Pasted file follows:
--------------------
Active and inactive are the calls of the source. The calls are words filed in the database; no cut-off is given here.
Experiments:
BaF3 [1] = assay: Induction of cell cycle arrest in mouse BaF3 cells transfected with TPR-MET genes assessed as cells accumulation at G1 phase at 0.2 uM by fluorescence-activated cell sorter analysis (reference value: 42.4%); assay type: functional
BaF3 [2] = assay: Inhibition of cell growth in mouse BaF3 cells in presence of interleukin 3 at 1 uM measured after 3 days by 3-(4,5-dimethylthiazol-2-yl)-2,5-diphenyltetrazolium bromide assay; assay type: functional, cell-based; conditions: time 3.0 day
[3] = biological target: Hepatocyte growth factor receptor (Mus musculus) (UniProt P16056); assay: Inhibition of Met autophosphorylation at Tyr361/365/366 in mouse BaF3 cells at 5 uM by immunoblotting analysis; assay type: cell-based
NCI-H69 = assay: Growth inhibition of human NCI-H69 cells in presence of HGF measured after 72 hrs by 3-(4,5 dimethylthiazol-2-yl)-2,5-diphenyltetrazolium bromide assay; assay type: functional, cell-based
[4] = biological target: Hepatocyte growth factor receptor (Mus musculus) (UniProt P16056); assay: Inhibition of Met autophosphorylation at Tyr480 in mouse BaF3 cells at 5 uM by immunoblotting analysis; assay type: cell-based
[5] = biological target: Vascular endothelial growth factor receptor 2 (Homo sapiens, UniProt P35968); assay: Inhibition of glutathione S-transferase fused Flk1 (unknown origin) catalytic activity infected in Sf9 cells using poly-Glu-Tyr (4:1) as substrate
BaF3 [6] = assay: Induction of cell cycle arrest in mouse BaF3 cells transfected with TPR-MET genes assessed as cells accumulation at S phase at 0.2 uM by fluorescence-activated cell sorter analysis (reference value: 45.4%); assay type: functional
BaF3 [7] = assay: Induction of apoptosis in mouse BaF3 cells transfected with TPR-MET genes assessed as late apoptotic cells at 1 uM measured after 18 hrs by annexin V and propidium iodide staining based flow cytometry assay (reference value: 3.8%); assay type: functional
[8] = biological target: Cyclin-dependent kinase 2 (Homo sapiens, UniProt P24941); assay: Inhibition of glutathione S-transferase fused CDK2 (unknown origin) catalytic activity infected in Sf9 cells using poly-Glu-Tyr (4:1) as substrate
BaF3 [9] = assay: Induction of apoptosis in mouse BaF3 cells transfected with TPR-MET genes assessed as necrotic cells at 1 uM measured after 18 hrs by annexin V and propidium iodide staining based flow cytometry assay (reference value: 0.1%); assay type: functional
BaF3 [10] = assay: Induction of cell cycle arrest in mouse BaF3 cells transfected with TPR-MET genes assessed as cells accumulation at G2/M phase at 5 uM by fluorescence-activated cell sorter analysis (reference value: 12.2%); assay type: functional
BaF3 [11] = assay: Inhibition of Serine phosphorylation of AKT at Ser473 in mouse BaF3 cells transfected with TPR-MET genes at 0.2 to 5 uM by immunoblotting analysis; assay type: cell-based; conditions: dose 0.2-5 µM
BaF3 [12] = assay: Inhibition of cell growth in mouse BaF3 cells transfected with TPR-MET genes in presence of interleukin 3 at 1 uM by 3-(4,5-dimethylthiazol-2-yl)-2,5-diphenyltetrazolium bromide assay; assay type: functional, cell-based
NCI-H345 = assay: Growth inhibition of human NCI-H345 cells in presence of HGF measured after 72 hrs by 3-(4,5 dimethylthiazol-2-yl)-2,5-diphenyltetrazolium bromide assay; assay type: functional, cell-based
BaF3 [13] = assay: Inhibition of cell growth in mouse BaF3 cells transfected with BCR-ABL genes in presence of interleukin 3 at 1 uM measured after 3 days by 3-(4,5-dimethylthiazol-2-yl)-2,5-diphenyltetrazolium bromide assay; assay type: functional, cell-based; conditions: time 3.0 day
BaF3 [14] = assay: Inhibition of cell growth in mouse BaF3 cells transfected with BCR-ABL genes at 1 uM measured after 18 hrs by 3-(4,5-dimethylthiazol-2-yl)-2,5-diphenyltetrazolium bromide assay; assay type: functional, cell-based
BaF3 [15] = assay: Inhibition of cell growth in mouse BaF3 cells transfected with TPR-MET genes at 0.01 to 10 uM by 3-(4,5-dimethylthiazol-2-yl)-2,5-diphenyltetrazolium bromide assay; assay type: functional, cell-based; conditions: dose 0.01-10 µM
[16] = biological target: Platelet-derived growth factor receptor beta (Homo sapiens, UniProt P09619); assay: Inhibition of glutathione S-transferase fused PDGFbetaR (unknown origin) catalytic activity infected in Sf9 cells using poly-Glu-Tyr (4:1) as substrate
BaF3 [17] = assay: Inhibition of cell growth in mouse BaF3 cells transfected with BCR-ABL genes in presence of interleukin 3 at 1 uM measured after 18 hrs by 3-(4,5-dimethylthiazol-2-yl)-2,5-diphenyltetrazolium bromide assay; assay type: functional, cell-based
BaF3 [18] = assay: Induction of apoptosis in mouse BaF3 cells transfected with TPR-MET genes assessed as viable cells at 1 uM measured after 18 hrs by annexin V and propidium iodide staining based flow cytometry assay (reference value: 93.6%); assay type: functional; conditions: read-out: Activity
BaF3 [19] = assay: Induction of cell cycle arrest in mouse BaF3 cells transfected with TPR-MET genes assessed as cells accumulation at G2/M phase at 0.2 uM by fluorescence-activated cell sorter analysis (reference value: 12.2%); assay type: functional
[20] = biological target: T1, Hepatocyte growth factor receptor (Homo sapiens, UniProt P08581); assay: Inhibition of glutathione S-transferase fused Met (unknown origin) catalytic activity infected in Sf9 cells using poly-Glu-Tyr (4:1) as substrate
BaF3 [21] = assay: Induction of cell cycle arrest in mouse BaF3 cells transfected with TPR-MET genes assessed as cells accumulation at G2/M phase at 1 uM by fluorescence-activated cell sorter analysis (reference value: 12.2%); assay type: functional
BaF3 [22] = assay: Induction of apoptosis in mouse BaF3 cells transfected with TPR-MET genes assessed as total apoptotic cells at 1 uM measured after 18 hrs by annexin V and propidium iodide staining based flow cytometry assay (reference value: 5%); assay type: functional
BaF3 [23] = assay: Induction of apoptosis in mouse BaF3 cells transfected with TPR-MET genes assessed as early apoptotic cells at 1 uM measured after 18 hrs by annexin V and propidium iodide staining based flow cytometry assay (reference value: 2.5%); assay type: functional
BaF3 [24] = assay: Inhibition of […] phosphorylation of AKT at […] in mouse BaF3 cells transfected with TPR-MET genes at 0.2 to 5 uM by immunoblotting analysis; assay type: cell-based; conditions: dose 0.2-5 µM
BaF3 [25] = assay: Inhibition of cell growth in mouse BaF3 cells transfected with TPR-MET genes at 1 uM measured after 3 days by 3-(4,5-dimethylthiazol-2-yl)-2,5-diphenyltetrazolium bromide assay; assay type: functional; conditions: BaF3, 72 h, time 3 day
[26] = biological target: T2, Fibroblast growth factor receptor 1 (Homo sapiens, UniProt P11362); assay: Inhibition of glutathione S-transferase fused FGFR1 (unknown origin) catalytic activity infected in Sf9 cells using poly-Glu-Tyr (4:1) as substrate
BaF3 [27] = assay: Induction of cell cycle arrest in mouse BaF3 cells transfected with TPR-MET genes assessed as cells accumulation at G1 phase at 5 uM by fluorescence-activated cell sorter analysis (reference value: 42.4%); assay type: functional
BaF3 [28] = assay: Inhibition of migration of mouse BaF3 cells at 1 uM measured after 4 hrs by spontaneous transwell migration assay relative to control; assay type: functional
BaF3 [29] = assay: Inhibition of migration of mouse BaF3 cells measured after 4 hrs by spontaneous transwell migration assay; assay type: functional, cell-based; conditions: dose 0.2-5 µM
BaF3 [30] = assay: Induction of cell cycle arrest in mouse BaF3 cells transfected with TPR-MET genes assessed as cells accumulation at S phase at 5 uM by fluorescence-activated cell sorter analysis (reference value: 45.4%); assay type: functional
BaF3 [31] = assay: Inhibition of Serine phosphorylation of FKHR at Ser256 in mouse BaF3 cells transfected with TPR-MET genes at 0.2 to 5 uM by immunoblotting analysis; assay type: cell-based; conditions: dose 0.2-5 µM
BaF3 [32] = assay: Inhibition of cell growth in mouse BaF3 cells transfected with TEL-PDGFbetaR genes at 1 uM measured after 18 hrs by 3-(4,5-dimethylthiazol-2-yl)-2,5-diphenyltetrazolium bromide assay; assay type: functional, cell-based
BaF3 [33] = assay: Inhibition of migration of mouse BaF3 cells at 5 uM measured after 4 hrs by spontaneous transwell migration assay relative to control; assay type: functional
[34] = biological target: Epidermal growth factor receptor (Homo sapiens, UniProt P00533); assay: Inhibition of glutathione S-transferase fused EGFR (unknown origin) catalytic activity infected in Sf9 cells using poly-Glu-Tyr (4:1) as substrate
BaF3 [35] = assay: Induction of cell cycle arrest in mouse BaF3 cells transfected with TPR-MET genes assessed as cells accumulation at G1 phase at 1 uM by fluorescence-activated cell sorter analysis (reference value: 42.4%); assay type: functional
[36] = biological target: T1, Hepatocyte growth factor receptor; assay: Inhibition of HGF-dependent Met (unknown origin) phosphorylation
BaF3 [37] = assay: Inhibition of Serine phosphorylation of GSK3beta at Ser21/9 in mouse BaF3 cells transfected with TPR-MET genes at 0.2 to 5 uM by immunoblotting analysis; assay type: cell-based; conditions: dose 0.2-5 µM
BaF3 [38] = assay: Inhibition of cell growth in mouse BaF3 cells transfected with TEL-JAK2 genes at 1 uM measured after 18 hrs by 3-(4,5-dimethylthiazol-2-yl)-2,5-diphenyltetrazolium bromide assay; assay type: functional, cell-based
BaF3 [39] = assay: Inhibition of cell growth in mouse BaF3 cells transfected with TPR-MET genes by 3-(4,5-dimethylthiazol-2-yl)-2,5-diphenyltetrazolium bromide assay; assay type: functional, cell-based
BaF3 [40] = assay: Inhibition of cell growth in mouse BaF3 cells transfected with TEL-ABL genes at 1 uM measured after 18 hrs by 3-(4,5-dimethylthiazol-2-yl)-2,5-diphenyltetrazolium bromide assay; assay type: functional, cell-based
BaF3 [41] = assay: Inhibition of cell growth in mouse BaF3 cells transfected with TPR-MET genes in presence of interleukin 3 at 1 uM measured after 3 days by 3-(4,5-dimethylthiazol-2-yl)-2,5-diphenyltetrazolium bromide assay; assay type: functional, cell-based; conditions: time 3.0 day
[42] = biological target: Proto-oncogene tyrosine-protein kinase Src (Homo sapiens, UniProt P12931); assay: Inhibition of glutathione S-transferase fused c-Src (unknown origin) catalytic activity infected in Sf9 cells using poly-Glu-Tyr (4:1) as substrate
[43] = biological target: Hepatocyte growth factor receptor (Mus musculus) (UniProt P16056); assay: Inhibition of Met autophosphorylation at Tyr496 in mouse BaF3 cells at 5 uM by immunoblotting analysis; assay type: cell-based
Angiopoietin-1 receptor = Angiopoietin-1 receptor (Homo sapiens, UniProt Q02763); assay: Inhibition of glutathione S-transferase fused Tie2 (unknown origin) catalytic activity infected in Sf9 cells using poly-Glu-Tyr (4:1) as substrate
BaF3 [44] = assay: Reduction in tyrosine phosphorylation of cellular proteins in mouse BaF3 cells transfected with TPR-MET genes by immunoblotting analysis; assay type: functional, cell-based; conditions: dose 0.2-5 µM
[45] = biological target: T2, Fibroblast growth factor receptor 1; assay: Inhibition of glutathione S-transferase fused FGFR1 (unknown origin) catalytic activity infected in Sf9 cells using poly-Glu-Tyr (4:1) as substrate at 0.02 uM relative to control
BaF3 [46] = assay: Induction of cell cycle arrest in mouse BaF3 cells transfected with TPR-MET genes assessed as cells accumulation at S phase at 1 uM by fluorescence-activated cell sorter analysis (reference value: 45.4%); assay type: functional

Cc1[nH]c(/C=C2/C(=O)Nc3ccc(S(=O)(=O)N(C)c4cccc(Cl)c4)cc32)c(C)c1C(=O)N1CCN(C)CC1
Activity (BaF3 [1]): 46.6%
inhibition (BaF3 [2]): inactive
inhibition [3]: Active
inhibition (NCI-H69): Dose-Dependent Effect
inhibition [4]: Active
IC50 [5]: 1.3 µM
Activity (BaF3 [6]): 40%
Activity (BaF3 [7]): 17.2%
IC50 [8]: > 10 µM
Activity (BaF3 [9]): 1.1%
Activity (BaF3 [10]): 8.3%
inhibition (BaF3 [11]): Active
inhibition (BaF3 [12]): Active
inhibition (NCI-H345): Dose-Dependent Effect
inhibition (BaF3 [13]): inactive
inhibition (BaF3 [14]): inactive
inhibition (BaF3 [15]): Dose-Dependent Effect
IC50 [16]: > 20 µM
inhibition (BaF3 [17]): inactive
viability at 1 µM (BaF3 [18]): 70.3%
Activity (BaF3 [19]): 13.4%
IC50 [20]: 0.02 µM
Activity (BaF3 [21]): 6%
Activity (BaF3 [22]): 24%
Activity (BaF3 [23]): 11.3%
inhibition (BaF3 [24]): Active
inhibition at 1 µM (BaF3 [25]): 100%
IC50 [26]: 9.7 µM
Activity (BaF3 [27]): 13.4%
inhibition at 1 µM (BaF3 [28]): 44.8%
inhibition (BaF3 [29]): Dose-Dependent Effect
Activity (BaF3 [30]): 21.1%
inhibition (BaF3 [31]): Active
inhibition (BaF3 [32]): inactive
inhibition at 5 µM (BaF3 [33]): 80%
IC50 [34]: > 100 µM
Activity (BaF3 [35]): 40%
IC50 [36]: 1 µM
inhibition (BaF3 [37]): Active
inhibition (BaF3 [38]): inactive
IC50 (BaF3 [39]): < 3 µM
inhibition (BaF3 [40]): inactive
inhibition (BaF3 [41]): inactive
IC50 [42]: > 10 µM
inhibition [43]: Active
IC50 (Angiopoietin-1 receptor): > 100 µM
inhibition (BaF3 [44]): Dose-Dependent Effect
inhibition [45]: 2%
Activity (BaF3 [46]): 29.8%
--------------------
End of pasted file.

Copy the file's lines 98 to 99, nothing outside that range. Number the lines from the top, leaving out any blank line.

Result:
IC50 (Angiopoietin-1 receptor): > 100 µM
inhibition (BaF3 [44]): Dose-Dependent Effect